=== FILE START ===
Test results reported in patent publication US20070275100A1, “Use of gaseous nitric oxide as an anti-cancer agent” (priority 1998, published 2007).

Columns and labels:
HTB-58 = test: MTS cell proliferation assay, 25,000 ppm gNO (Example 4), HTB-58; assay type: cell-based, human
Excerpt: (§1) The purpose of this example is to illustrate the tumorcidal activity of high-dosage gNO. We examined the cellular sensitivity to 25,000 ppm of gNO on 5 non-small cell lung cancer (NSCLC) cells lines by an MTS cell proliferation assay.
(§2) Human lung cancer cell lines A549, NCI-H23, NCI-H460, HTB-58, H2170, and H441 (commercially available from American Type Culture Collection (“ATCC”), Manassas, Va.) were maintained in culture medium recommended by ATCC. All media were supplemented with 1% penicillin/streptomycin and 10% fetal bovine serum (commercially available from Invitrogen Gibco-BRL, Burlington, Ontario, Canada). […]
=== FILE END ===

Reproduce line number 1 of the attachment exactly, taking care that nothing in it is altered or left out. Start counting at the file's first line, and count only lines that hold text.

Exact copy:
Test results reported in patent publication US20070275100A1, “Use of gaseous nitric oxide as an anti-cancer agent” (priority 1998, published 2007).